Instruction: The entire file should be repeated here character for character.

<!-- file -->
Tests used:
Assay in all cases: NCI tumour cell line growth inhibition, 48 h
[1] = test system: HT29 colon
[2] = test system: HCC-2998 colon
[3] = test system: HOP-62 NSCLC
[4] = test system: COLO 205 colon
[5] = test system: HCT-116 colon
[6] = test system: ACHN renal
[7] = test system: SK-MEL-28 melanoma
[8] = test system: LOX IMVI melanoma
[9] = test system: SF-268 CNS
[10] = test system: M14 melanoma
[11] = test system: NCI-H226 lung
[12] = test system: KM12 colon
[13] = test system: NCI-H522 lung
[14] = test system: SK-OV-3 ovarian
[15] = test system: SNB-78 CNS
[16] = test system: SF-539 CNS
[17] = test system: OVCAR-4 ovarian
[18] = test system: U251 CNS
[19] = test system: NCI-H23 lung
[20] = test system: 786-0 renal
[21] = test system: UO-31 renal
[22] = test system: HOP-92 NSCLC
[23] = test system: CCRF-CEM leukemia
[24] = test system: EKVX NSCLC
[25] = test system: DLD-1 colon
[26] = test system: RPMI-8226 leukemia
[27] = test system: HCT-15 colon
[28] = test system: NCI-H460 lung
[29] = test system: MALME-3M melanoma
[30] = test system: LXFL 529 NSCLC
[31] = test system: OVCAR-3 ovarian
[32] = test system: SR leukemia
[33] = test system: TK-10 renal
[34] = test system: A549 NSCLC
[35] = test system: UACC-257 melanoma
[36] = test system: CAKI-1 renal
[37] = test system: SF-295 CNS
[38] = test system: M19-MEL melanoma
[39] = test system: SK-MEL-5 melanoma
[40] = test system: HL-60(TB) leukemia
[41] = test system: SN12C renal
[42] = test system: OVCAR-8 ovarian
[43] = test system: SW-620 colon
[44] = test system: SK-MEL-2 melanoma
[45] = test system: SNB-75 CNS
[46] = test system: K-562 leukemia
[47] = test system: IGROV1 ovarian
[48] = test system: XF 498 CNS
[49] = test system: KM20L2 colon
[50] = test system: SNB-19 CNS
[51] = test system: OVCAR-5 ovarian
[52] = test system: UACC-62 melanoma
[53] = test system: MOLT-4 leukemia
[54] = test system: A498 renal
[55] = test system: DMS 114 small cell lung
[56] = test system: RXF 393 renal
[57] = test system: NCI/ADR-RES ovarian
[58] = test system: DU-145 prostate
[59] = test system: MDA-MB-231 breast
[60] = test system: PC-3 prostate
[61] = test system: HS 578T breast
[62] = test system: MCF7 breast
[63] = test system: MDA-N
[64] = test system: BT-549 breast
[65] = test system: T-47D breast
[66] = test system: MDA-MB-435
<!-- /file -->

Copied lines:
Tests used:
Assay in all cases: NCI tumour cell line growth inhibition, 48 h
[1] = test system: HT29 colon
[2] = test system: HCC-2998 colon
[3] = test system: HOP-62 NSCLC
[4] = test system: COLO 205 colon
[5] = test system: HCT-116 colon
[6] = test system: ACHN renal
[7] = test system: SK-MEL-28 melanoma
[8] = test system: LOX IMVI melanoma
[9] = test system: SF-268 CNS
[10] = test system: M14 melanoma
[11] = test system: NCI-H226 lung
[12] = test system: KM12 colon
[13] = test system: NCI-H522 lung
[14] = test system: SK-OV-3 ovarian
[15] = test system: SNB-78 CNS
[16] = test system: SF-539 CNS
[17] = test system: OVCAR-4 ovarian
[18] = test system: U251 CNS
[19] = test system: NCI-H23 lung
[20] = test system: 786-0 renal
[21] = test system: UO-31 renal
[22] = test system: HOP-92 NSCLC
[23] = test system: CCRF-CEM leukemia
[24] = test system: EKVX NSCLC
[25] = test system: DLD-1 colon
[26] = test system: RPMI-8226 leukemia
[27] = test system: HCT-15 colon
[28] = test system: NCI-H460 lung
[29] = test system: MALME-3M melanoma
[30] = test system: LXFL 529 NSCLC
[31] = test system: OVCAR-3 ovarian
[32] = test system: SR leukemia
[33] = test system: TK-10 renal
[34] = test system: A549 NSCLC
[35] = test system: UACC-257 melanoma
[36] = test system: CAKI-1 renal
[37] = test system: SF-295 CNS
[38] = test system: M19-MEL melanoma
[39] = test system: SK-MEL-5 melanoma
[40] = test system: HL-60(TB) leukemia
[41] = test system: SN12C renal
[42] = test system: OVCAR-8 ovarian
[43] = test system: SW-620 colon
[44] = test system: SK-MEL-2 melanoma
[45] = test system: SNB-75 CNS
[46] = test system: K-562 leukemia
[47] = test system: IGROV1 ovarian
[48] = test system: XF 498 CNS
[49] = test system: KM20L2 colon
[50] = test system: SNB-19 CNS
[51] = test system: OVCAR-5 ovarian
[52] = test system: UACC-62 melanoma
[53] = test system: MOLT-4 leukemia
[54] = test system: A498 renal
[55] = test system: DMS 114 small cell lung
[56] = test system: RXF 393 renal
[57] = test system: NCI/ADR-RES ovarian
[58] = test system: DU-145 prostate
[59] = test system: MDA-MB-231 breast
[60] = test system: PC-3 prostate
[61] = test system: HS 578T breast
[62] = test system: MCF7 breast
[63] = test system: MDA-N
[64] = test system: BT-549 breast
[65] = test system: T-47D breast
[66] = test system: MDA-MB-435